The chance to snorkel over stands of tan-colored, 6-8 foot tall, finger-like coral could soon be a thing of the past. Pillar Coral, (Dendrogyra cylindrus), found throughout the Caribbean from the Yucatan Peninsula and Florida to Trinidad and Tobago, is now on the Critically Endangered list. This news comes from the December-announced update to the Red List of Threatened Species by the Montreal, Canada-headquartered International Union for Conservation of Nature (IUCN), the world’s largest and most diverse environmental network.
Pillar Coral’s move from Vulnerable to Critically Endangered is because its population has shrunk by over 80% across most of its range since 1990. The most urgent threat to Pillar Coral is Stony Coral Tissue Loss Disease. This has emerged in the past four years and is highly contagious, infecting between 290- and 320-feet of reef per day. Bleaching caused by increased sea surface temperatures and excess antibiotics, fertilizers, and sewage running into the sea have weakened corals and made them more susceptible to disease. Overfishing around coral reefs has depleted the number of grazing fish, allowing algae to dominate and putting further pressure on corals. On the positive side, research is and has been underway to stop this disease with some successes so far.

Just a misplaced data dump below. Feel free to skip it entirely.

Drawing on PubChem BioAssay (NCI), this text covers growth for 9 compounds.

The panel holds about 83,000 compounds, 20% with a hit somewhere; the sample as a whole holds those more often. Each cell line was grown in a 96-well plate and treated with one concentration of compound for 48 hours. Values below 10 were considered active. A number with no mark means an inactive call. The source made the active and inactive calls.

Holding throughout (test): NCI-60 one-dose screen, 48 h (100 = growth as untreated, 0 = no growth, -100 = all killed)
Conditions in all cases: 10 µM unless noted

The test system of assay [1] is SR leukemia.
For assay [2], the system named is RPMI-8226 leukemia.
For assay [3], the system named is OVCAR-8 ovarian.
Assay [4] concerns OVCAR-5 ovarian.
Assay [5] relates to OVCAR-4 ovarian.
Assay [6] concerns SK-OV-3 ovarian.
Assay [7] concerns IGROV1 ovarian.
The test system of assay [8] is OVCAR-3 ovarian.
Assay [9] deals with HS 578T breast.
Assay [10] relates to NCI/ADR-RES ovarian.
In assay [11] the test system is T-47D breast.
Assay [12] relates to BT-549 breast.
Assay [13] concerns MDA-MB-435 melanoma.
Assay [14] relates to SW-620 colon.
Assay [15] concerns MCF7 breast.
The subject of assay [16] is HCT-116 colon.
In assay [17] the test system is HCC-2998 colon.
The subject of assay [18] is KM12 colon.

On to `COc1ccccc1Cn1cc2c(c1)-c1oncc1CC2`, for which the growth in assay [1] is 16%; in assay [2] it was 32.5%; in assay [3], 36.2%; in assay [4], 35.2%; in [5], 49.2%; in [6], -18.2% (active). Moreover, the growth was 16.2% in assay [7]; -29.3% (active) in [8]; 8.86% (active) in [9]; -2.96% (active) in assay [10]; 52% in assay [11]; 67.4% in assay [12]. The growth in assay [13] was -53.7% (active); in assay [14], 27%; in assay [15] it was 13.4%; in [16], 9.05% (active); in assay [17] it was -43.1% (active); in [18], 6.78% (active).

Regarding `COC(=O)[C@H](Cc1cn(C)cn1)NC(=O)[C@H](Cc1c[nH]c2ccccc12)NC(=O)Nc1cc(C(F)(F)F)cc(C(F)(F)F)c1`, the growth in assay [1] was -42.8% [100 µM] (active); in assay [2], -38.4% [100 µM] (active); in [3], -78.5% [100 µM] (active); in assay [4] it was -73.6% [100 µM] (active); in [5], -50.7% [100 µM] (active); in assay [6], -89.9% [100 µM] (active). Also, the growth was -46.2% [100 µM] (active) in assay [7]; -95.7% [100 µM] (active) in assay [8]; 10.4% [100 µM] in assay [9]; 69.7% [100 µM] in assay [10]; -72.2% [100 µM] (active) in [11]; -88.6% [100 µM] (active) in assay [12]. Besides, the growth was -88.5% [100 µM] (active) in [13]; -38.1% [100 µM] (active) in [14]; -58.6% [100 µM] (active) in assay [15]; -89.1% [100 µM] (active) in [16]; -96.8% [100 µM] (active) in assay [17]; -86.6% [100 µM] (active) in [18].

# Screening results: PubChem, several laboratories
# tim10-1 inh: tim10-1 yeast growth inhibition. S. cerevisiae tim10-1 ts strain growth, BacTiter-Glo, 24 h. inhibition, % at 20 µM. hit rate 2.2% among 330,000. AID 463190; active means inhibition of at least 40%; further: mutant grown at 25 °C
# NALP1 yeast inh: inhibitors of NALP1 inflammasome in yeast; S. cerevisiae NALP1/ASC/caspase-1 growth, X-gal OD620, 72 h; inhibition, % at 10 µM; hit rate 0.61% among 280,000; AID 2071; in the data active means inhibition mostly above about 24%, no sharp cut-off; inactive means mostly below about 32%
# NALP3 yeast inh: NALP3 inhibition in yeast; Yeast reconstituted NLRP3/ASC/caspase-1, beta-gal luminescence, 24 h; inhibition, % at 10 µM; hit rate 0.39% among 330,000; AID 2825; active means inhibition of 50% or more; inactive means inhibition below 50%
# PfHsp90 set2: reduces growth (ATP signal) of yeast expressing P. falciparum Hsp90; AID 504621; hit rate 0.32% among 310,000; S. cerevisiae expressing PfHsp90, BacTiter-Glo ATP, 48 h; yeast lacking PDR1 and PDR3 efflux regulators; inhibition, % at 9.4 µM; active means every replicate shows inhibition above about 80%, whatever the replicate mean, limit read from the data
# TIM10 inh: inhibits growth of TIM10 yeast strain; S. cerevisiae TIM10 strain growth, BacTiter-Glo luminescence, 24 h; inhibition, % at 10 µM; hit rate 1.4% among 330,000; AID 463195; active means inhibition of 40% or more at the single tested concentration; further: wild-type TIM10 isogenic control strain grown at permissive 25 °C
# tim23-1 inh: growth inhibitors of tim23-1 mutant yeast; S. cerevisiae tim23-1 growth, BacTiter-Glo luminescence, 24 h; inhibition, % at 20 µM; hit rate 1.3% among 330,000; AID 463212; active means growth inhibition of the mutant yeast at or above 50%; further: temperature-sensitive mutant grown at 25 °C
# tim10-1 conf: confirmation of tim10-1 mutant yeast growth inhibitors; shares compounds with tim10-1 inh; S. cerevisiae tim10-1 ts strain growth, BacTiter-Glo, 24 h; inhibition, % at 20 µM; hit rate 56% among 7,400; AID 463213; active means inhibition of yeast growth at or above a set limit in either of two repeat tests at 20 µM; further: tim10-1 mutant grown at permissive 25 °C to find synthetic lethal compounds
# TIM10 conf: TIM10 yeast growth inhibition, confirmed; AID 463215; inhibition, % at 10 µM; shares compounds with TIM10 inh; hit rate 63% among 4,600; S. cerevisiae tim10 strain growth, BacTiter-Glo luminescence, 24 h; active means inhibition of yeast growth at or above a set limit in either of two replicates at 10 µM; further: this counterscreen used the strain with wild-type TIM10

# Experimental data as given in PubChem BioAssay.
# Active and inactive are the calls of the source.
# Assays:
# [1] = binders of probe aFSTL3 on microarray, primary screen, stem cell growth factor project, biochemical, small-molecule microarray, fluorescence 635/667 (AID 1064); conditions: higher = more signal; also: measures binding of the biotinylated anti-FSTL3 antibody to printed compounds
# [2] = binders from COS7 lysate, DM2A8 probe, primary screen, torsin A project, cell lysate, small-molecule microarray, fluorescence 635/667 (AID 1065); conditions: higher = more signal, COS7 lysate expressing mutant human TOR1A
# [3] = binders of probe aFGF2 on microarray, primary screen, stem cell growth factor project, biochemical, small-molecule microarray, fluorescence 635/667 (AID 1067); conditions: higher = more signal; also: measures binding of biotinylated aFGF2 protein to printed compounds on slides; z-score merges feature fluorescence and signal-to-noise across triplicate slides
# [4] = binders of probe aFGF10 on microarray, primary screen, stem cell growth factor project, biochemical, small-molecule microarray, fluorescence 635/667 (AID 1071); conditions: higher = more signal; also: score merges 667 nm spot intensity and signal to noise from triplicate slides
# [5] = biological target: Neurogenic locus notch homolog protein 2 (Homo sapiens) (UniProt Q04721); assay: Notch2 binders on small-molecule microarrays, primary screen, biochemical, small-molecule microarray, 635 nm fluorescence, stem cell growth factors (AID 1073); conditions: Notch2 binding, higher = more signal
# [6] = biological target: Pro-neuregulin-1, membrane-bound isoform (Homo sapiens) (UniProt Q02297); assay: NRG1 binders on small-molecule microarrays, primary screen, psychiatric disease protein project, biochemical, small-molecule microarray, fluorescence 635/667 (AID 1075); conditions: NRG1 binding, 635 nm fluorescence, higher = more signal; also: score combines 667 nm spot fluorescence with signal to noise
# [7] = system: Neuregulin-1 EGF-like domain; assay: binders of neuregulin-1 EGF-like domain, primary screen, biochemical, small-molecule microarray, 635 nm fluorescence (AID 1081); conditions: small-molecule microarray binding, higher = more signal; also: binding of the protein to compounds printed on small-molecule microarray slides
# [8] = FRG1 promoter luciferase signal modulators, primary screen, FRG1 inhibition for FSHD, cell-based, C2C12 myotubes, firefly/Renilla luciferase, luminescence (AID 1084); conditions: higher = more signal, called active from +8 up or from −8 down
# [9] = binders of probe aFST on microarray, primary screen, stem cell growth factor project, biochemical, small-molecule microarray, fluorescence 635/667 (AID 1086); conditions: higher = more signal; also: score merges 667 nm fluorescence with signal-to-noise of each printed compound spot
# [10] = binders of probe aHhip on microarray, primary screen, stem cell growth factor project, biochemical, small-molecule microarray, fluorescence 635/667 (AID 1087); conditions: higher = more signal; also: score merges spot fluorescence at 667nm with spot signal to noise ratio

“The pillar coral is just one of the 26 corals now listed as Critically Endangered in the Atlantic Ocean, where almost half of all corals are now at elevated risk of extinction due to climate change and other impacts,” says Dr. Beth Polidoro, associate professor at Arizona State University and Red List Coordinator for the IUCN SSC Coral Specialist Group. “These alarming results emphasize the urgency of global cooperation and action to address climate change impacts on ocean ecosystems.” www.iucn.org